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Quantitative Microanalysis 2019 - An MAS Topical Conference


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The Microanalysis Society 2019 Topical Conference on Quantitative Microanalysis (QMA 2019) will be held June 24-27, 2019 in Minneapolis, MN, at the University of Minnesota campus. QMA 2019 will follow a plenary structure format with presentations at the beginner, intermediate, and advanced level, with discussion appropriate for students, technical and professional personnel, scientists, and representatives from the vendor communities.

The QMA 2019 TC will include tutorials, presentation of wavelength-dispersive (WDS) and energy-dispersive (EDS) spectrometry, quantitative analysis, and other aspects of EPMA presented in invited and contributed presentations. A plenary structure will be used to enhance group discussion and participation, with problem-solving sessions, laboratory presentations including both instrumentation and methodologies, and group interaction during coffee breaks, meals, and a conference banquet. 


Where   Tate Hall at the East Bank campus of the University of Minnesota
When   Monday, 24-June-2019 8:30 AM to Thursday, 27-June-2019 5:30 PM
Contacts   General questions: Heather Lowers (
Local organizing/accomodations:   Anette von der Handt (
Program:              Julien Allaz (
Vendor liason:       Anette von der Handt (
Early Career Scholars:  Paul Carpenter (
Registration   Starting 1-December-2018
Submission   Deadline for contributed talks: 15-May-2019
Deadline for contributed posters: 1-June-2019
    Rolling acceptance - submit early to ensure a spot
Lodging   Local hotels near the East Bank campus
Student Support   Generous scholarships will be available to help "Early Career Scholars to attend 
Deadline for application for support: 15-Mar-2019
Scholarships will be announced: 1-Apr-2019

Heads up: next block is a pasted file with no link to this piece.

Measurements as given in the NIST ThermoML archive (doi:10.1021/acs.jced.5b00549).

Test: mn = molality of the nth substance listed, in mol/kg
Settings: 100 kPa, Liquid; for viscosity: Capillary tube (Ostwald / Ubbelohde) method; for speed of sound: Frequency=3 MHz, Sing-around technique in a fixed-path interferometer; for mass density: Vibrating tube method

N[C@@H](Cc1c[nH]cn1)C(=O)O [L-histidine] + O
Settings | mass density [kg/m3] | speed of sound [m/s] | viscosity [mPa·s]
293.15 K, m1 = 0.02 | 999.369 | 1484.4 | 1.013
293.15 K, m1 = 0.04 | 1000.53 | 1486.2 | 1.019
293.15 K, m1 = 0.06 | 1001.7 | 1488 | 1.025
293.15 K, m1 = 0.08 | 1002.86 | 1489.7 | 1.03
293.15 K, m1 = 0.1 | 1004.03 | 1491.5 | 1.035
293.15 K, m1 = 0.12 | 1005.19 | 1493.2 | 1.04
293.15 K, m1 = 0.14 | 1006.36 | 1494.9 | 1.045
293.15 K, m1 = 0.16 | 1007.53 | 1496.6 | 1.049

Additional details are available here.
Costs   Professional registration:  $350 until 31-Mar-2019, $400 thereafter
Student registration: $100


Scientific and Technical Program


 The topical conference will offer three days of conferences and discussions, from basic to more advanced topics. Whenever possible, each topic should be focused on applications with examples from both geological and engineering sciences. The following key topics are suggested:


    1) General EPMA

  •     Matrix correction: ZAF vs. Phi-Rho-Z, mass absorption coefficients, with examples of applications (e.g., light element analysis, Si in heavy matrix).
  •     Standards and standard database: Assessing the current state and determining the need for the future, the making or collecting of standard materials.
  •     Instrument quality control, calibration and standardization: How much and how often (WDS vs EDS/SDD).


    2) WDS and quantitative microanalysis

  •     WDS techniques: Sample preparation, setup preparation, determination of the appropriate analytical conditions.
  •     Peak interference correction: procedure and importance, application to complex matrixes (e.g. REE analysis, transition metals, trace elements).
  •     Experimentally measured calibration curves: How to use them to refine our choice of correction procedures.
  •     High-resolution analysis in FE-EPMA and SEM, challenges and solutions for low voltage analysis.


    3) EDS analysis

  •     Good use of EDS: standard-based vs. standardless analyses, EDS simulations.
  •     Combined EDS-WDS analysis applied to element mapping and quantitative analysis.
  •     Attainable precision and accuracy using WDS, EDS/SDD, or X-ray mapping and line-scans: major vs. minor vs. trace elements